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Flooring Installation Hood River OR

Installing a new floor is a great way to update a room or change to a more eco-friendly or durable and soundproofing material. Always consult a professional when installing new floors, especially if using particularly fragile or temperamental material, even if you plan on doing it yourself. Check below for flooring installation listings and information.

Tongue N Groovin
(509) 493-4101
404 Frankton Rd
Hood River, OR
Northwest Vista Enterprises, Inc.
(509) 365-3033
645 Centerville Hwy
Lyle, WA
Fousel Ed Painting & Drywall
(509) 365-4718
1033 Fisher Hill Rd
Lyle, WA
Creative Floors & Design
(503) 660-3492
1629 North Jantzen Ave
Portland, OR
Monday 8:00 AM - 6:00 PM
Tuesday 8:00 AM - 6:00 PM
Wednesday 8:00 AM - 6:00 PM
Thursday 8:00 AM - 6:00 PM
Friday 8:00 AM - 6:00 PM
Saturday Closed
Sunday Closed
Bamboo Flooring, Carpet, Cork Flooring, Flooring, Hardwood, Laminate, Refinishing & Resurfacing, Stone, Tile, Vinyl Flooring

(503) 246-9800
Portland, OR
Hinkles Home Improvements
(541) 386-2727
1240 Country Club Rd
Hood River, OR
Ingebo Construction & Truss
(509) 369-3333
33 Skookum Flat Rd
Lyle, WA
CBII Manufacturing Inc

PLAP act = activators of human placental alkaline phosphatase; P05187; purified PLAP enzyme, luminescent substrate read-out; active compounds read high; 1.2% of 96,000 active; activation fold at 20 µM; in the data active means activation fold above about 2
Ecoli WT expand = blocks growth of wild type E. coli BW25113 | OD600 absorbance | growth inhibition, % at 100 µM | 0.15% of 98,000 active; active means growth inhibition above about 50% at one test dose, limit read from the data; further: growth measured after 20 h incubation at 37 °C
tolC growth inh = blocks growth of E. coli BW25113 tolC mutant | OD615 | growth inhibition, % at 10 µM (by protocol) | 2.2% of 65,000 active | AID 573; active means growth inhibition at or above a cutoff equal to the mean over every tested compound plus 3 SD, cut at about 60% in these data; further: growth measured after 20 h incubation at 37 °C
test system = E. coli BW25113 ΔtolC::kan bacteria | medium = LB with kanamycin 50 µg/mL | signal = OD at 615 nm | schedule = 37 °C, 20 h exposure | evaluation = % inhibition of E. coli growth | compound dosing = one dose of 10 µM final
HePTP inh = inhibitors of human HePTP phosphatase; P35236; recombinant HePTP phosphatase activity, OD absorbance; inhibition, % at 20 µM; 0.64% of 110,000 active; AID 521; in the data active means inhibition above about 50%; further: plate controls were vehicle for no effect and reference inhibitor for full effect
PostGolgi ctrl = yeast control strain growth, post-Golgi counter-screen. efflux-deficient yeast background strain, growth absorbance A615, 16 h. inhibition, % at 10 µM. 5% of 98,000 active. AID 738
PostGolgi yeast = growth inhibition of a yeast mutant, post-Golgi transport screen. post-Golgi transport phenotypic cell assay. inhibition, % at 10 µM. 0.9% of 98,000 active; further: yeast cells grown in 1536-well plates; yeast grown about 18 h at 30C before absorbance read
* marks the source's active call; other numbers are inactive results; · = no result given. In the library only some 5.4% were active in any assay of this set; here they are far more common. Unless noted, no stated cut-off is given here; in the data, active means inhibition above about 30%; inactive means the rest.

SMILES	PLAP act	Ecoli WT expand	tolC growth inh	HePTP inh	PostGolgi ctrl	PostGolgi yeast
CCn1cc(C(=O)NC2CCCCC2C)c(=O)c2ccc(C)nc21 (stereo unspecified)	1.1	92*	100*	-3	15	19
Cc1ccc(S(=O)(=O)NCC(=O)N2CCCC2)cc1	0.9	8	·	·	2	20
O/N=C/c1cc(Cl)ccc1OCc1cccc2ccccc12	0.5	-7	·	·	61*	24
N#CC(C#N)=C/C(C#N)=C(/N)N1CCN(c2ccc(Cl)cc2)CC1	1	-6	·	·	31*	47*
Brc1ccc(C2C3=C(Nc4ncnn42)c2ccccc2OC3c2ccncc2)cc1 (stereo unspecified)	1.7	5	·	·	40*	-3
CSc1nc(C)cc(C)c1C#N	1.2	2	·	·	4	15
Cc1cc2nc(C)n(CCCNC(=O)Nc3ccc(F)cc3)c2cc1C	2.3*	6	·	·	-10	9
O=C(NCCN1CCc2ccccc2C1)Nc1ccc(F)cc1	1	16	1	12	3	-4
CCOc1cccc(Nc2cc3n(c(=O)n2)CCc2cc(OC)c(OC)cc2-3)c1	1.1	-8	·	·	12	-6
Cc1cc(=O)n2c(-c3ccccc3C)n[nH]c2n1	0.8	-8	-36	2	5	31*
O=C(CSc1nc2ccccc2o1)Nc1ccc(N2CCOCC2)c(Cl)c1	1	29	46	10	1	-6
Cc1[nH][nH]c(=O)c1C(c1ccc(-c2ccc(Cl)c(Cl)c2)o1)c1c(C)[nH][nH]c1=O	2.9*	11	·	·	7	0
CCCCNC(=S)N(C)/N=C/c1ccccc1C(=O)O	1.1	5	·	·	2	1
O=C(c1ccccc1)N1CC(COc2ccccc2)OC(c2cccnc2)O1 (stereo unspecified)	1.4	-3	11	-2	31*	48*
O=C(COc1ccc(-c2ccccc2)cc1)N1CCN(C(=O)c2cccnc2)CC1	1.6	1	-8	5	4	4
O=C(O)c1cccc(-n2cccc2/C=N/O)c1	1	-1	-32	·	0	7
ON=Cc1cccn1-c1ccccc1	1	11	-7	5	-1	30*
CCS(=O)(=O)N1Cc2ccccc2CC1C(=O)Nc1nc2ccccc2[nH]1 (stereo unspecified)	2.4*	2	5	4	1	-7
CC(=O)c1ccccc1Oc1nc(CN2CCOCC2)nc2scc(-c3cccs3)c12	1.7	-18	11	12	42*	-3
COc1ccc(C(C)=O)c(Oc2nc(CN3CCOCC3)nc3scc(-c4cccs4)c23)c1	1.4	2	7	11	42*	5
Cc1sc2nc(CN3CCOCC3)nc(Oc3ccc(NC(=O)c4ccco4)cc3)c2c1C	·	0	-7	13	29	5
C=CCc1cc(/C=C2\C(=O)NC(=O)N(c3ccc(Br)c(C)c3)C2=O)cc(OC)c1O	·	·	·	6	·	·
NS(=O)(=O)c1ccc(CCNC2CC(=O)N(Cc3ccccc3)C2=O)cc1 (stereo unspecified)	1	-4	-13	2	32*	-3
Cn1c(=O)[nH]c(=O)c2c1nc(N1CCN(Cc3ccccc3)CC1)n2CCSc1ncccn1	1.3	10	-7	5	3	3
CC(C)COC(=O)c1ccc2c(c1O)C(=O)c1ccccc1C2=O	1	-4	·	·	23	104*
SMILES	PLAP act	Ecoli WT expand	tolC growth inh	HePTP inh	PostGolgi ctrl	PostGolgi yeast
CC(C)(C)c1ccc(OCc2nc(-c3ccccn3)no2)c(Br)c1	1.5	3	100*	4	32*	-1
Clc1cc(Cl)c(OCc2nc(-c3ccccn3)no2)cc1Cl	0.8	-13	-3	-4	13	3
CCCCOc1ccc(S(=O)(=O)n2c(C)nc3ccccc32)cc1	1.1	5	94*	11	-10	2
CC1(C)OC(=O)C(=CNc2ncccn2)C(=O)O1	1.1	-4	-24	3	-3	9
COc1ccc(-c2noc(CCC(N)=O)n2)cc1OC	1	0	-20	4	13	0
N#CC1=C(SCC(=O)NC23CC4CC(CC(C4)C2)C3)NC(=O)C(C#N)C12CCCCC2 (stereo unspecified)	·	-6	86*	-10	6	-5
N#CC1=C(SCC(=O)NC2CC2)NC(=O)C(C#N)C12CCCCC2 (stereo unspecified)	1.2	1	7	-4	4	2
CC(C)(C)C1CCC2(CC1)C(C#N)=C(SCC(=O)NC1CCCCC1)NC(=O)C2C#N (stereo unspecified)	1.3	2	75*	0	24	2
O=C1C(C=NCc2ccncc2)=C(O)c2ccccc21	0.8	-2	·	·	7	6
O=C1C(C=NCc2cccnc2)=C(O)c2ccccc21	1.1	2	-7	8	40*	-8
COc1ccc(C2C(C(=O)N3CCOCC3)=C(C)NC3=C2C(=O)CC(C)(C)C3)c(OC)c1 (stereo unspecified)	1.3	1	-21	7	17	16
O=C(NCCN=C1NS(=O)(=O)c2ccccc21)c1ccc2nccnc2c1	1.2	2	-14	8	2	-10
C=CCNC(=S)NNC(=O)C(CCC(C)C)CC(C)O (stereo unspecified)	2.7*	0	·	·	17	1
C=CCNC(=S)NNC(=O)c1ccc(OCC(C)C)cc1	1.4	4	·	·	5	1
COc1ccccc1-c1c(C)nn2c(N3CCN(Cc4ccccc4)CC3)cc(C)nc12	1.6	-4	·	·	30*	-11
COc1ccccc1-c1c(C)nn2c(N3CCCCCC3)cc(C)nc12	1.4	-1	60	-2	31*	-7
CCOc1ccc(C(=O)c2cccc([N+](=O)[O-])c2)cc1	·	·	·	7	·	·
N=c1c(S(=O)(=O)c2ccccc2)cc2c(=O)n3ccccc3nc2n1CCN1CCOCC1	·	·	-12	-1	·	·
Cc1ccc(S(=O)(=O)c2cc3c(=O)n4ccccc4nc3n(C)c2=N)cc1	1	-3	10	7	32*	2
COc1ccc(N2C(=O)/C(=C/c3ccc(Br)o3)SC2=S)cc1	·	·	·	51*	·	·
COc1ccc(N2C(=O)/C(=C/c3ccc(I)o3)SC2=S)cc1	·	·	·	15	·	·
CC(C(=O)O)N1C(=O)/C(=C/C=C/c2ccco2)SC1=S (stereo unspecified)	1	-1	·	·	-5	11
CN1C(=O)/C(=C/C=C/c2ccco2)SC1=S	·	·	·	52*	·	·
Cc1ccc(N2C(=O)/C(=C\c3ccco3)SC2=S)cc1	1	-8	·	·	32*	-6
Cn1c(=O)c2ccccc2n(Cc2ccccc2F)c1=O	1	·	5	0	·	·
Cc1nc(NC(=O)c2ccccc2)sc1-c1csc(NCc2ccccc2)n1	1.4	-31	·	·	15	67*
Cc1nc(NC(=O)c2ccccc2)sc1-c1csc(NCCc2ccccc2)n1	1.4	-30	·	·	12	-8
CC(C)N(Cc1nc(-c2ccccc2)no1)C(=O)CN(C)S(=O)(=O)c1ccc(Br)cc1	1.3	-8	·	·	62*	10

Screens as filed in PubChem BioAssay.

(509) 767-0660
100 Dow Rd
Dallesport, WA
(541) 485-1233
451 W 11TH AVE
Eugene, OR
Hagelberger Hardwood Floors, Inc.
(503) 209-5373
2557 Wisteria Court
West Linn, OR

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How to Install Floor Tiling

Tips: How to Install a Tile Floor

home remodeling articles and tips

topic: types of tile flooring
by Debbie Abrams Kaplan

Installing ceramic tile floors, whether kitchen tile or bathroom tile, can be a simple or complex project, depending on the ceramic tile you select. The easiest installation is a homogeneous tile, that can be laid any direction. If you want to get creative, consider putting in a ceramic tile pattern using different colors or shapes.

Before doing any installation, you’ll need to clean the floor thoroughly. If installing ceramic tile over a concrete floor, be sure to repair any cracks so the foundation won’t cause problems later. If you’re laying down tile over existing tile, consider removing the tile first if it’s not too much work. Otherwise, rough up the tile with sandpaper so the new tile will adhere. And don’t forget to check the clearance on doors and cabinets, so the new tile won’t block them from opening!

Prepare your thin set, a dry concrete-like product you’ll mix with water to form a paste. Use a trowel over the bathroom or kitchen flooring, spreading only enough to cover the area in front of you, in a straight line. Then place your tile, using a downward pressure. After the tile is set, tap the tile with a rubber mallet to be sure it’s secure. Place tile spacers in between tiles, that you’ll remove later. If you haven’t already cut the tiles that will be f...

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